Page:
U.S. businesses are being destroyed faster than they’re being created


(Photo via Flickr user Boegh, used under a Creative Commons license)

The American economy is less entrepreneurial now than at any point in the last three decades. That's the conclusion of a new study out from the Brookings Institution, which looks at the rates of new business creation and destruction since 1978.

Not only that, but during the most recent three years of the study -- 2009, 2010 and 2011 -- businesses were collapsing faster than they were being formed, a first. Overall, new businesses creation (measured as the share of all businesses less than one year old) declined by about half from 1978 to 2011.

firm entry and exit rates

The authors don't mince words about the stakes here: If the decline persists, "it implies a continuation of slow growth for the indefinite future." This lack of economic dynamism, particularly the steep drop since 2006, may be one reason why our current recovery has felt like much less than a recovery. As Matt O'Brien noted on Wonkblog last week, annual job growth rates have stubbornly refused to budge above 2 percent for the duration of the recovery.

The authors of the Brookings study dug beyond the national numbers to look at the change in new firms at the state and metro levels and found that they generally mirrored the national trends.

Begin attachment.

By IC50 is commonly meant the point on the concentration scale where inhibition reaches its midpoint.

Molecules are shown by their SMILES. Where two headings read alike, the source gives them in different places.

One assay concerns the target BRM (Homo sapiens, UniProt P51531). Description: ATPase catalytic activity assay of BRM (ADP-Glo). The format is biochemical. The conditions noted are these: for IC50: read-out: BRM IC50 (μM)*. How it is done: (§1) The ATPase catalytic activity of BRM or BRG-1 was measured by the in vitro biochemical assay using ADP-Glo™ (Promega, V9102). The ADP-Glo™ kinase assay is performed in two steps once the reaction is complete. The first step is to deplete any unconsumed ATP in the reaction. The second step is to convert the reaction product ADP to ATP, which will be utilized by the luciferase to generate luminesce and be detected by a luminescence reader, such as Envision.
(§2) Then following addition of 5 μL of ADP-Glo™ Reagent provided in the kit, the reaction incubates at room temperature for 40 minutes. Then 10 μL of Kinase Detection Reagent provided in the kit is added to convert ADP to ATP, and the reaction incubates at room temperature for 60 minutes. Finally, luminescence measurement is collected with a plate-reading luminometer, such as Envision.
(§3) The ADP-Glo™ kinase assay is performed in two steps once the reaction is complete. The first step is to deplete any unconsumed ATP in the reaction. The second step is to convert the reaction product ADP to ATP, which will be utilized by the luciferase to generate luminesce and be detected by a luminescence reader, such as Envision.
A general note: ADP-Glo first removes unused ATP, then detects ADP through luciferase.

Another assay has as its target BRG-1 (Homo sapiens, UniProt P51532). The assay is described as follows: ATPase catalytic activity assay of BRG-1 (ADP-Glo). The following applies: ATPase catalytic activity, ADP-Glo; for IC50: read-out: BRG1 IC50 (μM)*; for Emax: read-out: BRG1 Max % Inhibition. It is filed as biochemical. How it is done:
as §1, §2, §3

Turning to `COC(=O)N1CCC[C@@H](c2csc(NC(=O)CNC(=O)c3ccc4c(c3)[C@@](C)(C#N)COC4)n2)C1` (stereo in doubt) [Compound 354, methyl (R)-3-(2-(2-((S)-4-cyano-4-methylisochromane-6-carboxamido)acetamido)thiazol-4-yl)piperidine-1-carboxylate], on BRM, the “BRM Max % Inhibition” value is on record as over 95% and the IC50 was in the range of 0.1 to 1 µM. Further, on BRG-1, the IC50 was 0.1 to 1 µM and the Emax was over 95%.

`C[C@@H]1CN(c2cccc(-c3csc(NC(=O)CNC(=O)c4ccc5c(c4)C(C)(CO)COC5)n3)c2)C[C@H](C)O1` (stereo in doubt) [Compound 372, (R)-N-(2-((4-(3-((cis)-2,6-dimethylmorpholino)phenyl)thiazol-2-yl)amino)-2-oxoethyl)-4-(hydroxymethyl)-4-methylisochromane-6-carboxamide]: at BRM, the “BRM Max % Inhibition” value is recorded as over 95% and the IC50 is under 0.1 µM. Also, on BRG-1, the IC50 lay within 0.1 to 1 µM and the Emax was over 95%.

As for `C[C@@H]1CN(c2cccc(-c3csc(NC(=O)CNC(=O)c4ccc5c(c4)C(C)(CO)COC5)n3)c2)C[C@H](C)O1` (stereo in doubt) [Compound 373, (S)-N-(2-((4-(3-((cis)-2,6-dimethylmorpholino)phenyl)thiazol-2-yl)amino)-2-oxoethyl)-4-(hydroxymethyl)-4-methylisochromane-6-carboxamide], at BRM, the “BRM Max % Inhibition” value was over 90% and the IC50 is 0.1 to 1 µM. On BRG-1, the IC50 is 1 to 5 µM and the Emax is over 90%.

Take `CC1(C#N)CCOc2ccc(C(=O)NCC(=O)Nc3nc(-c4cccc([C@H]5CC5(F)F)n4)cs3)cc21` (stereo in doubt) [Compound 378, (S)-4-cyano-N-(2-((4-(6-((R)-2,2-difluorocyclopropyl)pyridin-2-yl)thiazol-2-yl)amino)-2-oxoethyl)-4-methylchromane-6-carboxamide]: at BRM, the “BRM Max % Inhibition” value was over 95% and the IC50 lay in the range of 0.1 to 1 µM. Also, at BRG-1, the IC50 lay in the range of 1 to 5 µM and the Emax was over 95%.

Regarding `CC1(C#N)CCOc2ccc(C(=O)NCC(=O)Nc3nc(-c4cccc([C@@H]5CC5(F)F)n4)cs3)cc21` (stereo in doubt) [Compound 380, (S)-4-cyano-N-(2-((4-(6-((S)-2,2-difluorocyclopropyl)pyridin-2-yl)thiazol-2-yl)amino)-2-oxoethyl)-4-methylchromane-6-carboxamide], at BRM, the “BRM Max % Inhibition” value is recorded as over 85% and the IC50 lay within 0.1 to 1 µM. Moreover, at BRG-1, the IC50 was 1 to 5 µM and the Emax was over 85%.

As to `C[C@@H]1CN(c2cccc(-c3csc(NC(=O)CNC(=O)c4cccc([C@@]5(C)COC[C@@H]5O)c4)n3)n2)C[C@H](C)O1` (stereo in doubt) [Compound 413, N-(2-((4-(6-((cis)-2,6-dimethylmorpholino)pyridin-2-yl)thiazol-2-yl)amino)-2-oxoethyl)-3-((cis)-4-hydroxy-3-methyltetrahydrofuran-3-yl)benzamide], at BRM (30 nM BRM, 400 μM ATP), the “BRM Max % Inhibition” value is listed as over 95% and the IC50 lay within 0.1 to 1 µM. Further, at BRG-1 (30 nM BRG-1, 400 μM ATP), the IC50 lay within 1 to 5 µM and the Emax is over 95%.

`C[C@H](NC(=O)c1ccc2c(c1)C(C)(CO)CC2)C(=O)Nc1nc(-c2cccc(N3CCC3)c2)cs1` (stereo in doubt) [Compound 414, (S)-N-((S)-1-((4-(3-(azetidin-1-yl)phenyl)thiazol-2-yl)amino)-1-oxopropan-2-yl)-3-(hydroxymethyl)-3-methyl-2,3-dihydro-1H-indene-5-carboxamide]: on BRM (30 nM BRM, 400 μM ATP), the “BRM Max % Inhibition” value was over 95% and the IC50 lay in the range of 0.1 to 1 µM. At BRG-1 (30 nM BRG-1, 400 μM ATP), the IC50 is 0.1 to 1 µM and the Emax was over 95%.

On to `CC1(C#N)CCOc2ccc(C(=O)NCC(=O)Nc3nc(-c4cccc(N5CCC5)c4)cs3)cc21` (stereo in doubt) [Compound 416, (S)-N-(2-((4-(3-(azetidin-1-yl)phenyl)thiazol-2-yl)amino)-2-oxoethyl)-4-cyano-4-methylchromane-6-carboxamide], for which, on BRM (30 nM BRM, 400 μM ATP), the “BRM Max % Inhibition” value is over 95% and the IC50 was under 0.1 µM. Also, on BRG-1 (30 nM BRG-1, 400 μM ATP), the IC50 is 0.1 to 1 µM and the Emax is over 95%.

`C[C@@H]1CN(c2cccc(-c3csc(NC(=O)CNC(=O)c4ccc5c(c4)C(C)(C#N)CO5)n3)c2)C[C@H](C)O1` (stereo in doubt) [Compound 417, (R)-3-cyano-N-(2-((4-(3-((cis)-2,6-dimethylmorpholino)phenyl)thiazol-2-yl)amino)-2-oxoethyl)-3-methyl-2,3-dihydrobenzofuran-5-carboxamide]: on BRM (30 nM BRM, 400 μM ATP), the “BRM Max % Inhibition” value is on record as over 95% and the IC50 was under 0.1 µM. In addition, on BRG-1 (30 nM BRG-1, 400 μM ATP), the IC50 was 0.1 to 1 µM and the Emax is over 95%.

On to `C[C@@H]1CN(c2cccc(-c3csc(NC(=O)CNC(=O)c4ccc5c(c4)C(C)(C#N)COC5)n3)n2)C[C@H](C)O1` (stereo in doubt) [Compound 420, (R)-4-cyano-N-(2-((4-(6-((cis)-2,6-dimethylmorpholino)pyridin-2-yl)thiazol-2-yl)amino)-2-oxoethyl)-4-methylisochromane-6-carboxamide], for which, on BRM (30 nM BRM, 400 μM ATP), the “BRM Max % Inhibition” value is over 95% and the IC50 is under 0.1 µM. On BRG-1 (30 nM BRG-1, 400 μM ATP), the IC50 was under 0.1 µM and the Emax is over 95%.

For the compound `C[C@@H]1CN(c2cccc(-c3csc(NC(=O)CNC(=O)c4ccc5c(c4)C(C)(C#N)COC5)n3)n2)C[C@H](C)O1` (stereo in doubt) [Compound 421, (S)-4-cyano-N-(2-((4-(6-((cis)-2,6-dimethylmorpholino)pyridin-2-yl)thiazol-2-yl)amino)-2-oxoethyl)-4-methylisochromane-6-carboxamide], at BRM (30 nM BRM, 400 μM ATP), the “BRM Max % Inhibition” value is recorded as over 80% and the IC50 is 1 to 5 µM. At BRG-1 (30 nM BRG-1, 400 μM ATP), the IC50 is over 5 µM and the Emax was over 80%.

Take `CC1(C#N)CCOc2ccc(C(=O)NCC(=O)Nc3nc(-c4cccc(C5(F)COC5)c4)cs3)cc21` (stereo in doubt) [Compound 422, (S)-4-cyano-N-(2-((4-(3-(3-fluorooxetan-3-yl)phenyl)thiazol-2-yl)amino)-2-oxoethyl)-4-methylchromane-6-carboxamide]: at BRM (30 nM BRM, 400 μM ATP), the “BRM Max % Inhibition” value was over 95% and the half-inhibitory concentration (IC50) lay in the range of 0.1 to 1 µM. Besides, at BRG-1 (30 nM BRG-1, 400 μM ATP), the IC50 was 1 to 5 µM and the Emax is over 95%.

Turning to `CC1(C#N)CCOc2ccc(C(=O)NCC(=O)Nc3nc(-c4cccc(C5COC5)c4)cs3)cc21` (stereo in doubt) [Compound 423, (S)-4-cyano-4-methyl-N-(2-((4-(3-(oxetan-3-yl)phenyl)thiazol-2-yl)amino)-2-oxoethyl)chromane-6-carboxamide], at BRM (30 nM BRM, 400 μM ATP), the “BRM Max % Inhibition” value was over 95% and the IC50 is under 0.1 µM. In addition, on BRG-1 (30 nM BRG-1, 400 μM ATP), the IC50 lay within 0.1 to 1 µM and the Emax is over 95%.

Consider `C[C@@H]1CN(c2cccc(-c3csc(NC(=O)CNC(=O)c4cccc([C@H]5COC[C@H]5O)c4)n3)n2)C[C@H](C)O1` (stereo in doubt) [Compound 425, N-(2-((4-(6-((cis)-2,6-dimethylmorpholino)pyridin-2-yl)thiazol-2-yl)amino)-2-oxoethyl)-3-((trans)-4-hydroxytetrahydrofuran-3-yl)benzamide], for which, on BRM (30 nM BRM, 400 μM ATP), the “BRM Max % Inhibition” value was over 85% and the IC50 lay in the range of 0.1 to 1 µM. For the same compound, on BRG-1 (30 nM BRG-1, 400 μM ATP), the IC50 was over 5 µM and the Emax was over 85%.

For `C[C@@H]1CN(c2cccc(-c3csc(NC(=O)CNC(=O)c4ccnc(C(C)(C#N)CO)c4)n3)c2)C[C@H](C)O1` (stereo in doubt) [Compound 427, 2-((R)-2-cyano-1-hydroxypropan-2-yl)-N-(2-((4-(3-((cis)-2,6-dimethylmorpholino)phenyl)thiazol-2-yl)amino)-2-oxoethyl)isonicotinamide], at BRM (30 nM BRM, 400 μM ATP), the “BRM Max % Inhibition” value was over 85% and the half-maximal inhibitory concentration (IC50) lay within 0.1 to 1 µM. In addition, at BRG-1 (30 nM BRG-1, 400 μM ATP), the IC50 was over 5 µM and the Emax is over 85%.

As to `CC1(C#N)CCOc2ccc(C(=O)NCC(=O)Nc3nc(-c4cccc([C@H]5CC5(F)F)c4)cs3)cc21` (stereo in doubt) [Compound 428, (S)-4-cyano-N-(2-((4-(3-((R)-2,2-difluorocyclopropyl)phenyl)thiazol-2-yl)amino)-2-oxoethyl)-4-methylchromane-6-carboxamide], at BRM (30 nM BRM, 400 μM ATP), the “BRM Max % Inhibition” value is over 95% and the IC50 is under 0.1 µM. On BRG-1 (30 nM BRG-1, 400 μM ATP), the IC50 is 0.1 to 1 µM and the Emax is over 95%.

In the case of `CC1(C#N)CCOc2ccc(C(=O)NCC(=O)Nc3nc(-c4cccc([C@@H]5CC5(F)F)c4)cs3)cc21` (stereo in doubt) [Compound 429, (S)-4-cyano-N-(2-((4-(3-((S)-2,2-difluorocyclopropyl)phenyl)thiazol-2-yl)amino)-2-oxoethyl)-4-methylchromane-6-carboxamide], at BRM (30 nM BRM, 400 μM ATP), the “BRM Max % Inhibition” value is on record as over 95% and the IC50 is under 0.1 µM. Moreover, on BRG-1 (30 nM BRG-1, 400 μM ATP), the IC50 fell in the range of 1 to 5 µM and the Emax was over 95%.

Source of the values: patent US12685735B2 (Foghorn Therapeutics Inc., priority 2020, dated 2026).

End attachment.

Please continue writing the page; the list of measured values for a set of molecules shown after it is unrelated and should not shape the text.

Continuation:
I mapped the state data below. While all states showed steep drops in new firms, New York stands out for its much smaller decline in the share of new companies than other states -- only 18 percent, compared with the 50-state average of 47.2 percent. Illinois, Texas, New Jersey and Missouri round out the top five.


At the other end, Alaska had the largest drop in new business, at 61 percent. Hawaii, Vermont, New Mexico and Wyoming rounded out the bottom five. Teasing out the causes of the overall decline or the variation between states is difficult; the authors stressed to me that their data don't answer the questions of why or how just yet. But they will be looking into that in the months ahead.

No immediate pattern emerges from the state-level geography, but one thing is worth nothing. For kicks I tried to correlate the drops in new businesses in each state with the states' scores on the Tax Foundation's 2014 State Business Tax Climate Index. There was no significant relationship one way or the other. For example, New York, which showed the lowest decrease in new businesses, actually scored dead last in the Tax Foundation's ranking. Wyoming had one of the largest declines, even though it ranked first in the Tax Foundation's report.

At the very least, the Brookings findings strongly suggest that when it comes to luring new businesses to a given state, there are a lot more factors at play than straightforward calculations of corporate tax rates.

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Christopher Ingraham writes about politics, drug policy and all things data. He previously worked at the Brookings Institution and the Pew Research Center.
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